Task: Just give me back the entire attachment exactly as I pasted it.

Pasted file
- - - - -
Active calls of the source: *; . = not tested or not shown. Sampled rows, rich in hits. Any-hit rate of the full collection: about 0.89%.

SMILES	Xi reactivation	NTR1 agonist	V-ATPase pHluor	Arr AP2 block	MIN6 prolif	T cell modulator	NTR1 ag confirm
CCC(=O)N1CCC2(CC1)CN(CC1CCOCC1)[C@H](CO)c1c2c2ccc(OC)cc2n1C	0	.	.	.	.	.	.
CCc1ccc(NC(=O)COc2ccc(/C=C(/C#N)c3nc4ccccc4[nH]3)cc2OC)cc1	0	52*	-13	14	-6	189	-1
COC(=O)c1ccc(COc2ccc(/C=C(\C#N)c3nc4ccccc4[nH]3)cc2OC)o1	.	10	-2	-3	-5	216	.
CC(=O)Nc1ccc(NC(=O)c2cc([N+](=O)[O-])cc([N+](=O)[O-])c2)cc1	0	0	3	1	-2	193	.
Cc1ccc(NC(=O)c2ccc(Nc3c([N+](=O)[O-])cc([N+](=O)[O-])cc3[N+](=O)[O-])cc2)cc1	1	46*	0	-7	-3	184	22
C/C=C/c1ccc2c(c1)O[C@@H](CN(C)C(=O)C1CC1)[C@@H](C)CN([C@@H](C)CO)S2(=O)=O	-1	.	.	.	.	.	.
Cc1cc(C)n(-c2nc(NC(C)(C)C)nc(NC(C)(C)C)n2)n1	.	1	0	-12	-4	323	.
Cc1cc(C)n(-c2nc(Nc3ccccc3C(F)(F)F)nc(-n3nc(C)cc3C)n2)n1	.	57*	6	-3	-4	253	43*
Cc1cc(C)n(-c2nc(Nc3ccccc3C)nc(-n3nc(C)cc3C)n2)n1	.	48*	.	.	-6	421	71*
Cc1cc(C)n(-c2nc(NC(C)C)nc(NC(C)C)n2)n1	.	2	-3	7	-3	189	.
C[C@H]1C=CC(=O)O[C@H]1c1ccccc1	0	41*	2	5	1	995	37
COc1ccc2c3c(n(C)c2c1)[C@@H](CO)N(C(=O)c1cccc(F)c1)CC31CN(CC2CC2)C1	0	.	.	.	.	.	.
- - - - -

Active calls of the source: *; . = not tested or not shown. Sampled rows, rich in hits. Any-hit rate of the full collection: about 0.89%.

SMILES	Xi reactivation	NTR1 agonist	V-ATPase pHluor	Arr AP2 block	MIN6 prolif	T cell modulator	NTR1 ag confirm
CCC(=O)N1CCC2(CC1)CN(CC1CCOCC1)[C@H](CO)c1c2c2ccc(OC)cc2n1C	0	.	.	.	.	.	.
CCc1ccc(NC(=O)COc2ccc(/C=C(/C#N)c3nc4ccccc4[nH]3)cc2OC)cc1	0	52*	-13	14	-6	189	-1
COC(=O)c1ccc(COc2ccc(/C=C(\C#N)c3nc4ccccc4[nH]3)cc2OC)o1	.	10	-2	-3	-5	216	.
CC(=O)Nc1ccc(NC(=O)c2cc([N+](=O)[O-])cc([N+](=O)[O-])c2)cc1	0	0	3	1	-2	193	.
Cc1ccc(NC(=O)c2ccc(Nc3c([N+](=O)[O-])cc([N+](=O)[O-])cc3[N+](=O)[O-])cc2)cc1	1	46*	0	-7	-3	184	22
C/C=C/c1ccc2c(c1)O[C@@H](CN(C)C(=O)C1CC1)[C@@H](C)CN([C@@H](C)CO)S2(=O)=O	-1	.	.	.	.	.	.
Cc1cc(C)n(-c2nc(NC(C)(C)C)nc(NC(C)(C)C)n2)n1	.	1	0	-12	-4	323	.
Cc1cc(C)n(-c2nc(Nc3ccccc3C(F)(F)F)nc(-n3nc(C)cc3C)n2)n1	.	57*	6	-3	-4	253	43*
Cc1cc(C)n(-c2nc(Nc3ccccc3C)nc(-n3nc(C)cc3C)n2)n1	.	48*	.	.	-6	421	71*
Cc1cc(C)n(-c2nc(NC(C)C)nc(NC(C)C)n2)n1	.	2	-3	7	-3	189	.
C[C@H]1C=CC(=O)O[C@H]1c1ccccc1	0	41*	2	5	1	995	37
COc1ccc2c3c(n(C)c2c1)[C@@H](CO)N(C(=O)c1cccc(F)c1)CC31CN(CC2CC2)C1	0	.	.	.	.	.	.